Los Angeles activists protest police shooting - CBS News 8 - San Diego, CA News Station - KFMB Channel 8

Los Angeles activists protest police shooting

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A man carrying a fake coffin is among demonstrators protesting several incidents of alleged Los Angeles Police Department brutality, including the fatal shooting of Manuel Jamines a month ago. A man carrying a fake coffin is among demonstrators protesting several incidents of alleged Los Angeles Police Department brutality, including the fatal shooting of Manuel Jamines a month ago.

LOS ANGELES (AP) — A small crowd of demonstrators gathered Saturday to protest the fatal police shooting of a Guatemalan immigrant in an event that drew neither the numbers hoped for by organizers nor the violence seen at earlier rallies.

About 200 people met at the corner were Manuel Jaminez was killed Sept. 5 after three-bicycle riding police officers said they saw him lurching toward them with a knife in his hand.

With bearers waving flags from several Central American nations, drum groups, horn blowers and sound systems including one mounted on a truck, the rally was noisy despite its sparse attendance. Organizers had estimated as many as 3,000 people would come.

Many attendees came from outside activist organizations, including radical political groups such as the Revolutionary Communist Party. Police Chief Charlie Beck has previously blamed such groups for stirring resentment in the community and politicizing a shooting which, in the eyes of police officers, seemed easily justifiable.

Protests in the days immediately following the shooting saw multiple arrests and demonstrators throwing eggs, rocks and bottles at police.

"People are scared," said Ron Gochez, one of the event's organizers, when discussing the attendance. He said many of the illegal immigrants living in the neighborhood were afraid of arrest.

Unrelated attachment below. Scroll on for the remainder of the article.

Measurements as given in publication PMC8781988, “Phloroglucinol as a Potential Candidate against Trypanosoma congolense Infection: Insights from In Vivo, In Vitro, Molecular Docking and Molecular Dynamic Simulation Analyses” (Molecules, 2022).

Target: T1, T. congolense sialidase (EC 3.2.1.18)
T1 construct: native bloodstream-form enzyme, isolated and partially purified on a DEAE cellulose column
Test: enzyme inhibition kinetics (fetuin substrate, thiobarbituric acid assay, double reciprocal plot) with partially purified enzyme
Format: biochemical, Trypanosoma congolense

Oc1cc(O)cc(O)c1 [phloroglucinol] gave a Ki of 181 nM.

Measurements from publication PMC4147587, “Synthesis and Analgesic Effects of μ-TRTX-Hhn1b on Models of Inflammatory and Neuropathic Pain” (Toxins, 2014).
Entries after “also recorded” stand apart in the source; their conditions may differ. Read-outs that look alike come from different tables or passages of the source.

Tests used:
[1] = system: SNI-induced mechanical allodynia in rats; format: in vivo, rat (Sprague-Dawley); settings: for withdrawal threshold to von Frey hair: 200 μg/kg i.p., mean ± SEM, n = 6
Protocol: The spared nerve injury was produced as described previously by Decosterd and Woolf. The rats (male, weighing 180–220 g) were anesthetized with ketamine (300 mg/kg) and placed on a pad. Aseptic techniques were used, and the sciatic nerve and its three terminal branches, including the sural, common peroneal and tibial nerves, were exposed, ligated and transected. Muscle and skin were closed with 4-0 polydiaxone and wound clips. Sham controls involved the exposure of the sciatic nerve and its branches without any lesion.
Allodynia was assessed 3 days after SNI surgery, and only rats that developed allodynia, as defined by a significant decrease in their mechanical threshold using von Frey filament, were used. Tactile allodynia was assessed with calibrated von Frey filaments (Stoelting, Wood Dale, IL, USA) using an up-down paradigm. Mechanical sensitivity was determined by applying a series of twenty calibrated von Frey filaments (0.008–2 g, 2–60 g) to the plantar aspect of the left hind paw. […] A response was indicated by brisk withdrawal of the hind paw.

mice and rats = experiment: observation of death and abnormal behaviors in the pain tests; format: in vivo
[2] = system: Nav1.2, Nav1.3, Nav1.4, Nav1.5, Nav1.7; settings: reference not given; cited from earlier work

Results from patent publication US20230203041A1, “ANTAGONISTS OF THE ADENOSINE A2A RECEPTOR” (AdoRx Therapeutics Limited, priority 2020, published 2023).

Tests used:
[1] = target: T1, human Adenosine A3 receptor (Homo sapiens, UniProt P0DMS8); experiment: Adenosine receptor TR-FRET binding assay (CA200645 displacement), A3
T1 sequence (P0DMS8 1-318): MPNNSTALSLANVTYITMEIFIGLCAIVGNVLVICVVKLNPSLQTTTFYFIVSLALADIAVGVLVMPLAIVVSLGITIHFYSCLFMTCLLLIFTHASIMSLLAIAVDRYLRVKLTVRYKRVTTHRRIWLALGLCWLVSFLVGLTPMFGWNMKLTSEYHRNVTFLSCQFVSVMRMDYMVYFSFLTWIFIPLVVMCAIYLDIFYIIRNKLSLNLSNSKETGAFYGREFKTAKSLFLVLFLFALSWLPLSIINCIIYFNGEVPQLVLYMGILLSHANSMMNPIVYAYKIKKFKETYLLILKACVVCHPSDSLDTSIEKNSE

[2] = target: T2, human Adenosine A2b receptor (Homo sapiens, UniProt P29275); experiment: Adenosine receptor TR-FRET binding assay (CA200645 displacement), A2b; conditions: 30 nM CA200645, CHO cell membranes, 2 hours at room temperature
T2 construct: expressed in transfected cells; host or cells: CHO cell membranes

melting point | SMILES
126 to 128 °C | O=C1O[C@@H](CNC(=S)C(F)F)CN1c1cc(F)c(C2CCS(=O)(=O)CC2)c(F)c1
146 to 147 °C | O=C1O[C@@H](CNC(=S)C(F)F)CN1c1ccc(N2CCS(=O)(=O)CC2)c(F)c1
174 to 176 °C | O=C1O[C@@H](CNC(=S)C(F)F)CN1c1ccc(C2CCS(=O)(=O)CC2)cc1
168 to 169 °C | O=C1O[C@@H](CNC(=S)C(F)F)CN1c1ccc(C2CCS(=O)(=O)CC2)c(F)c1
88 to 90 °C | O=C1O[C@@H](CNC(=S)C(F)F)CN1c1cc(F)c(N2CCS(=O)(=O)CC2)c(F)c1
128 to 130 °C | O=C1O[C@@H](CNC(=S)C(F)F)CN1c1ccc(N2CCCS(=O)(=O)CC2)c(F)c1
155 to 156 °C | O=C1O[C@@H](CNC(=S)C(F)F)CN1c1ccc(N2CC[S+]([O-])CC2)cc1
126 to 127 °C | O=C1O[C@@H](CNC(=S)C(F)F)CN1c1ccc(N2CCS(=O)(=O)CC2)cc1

Early in the day, a smaller group of about 50 people led by a different organization split from the main rally and headed to the police headquarters downtown. There were no arrests at either event.

The main march wound its way toward the Rampart police station, two blocks from the site Jaminez was killed. Demonstrators stopped for about 20 minutes and yelled "killers" and "justice" at the brick-and-glass fronted building.

Jaminez, 37, was shot in the head after a brief confrontation with police on a street corner in a largely Latino shopping area just west of downtown. Officers said Jaminez was drunk and had attempted to stab passers-by, including a pregnant woman, and ignored commands to drop a knife.

Some at the rally said the fatal shooting seemed a disproportionate use of force and officers should have been able to disarm Jaminez without killing him.

"I don't believe it was in any way justified the way they handled the situation," said Max Reyes, a University of California, Los Angeles, philosophy junior who came to the rally. "We are not going to allow the police to commit such acts without repercussions."

Other residents said they didn't believe the police version of events. One eyewitness has said publicly she did not see a weapon in Jaminez's hand.

Celina Benitez, a coordinator with the Committee In Solidarity with the People of El Salvador, said five other people who saw the shooting made similar claims about Jaminez being unarmed, though none has spoken publicly.

Although Frank Hernandez, the officer who shot Jaminez, is Latino, several demonstrators claimed the shooting was racially motivated.

The officer union for the Los Angeles Police Department has dismissed such claims and condemned the activists at protests as "agitators who masquerade around as concerned citizens."

Several reviews are ongoing into whether the shooting was justified.

The main march concluded at MacArthur Park, the site of a now infamous police response to a 2007 immigration rally where officers used batons to hit demonstrators and fired rubber bullets into the crowd, injuring dozens of people.

Saturday's march dispersed without incident.

Copyright 2010 The Associated Press.

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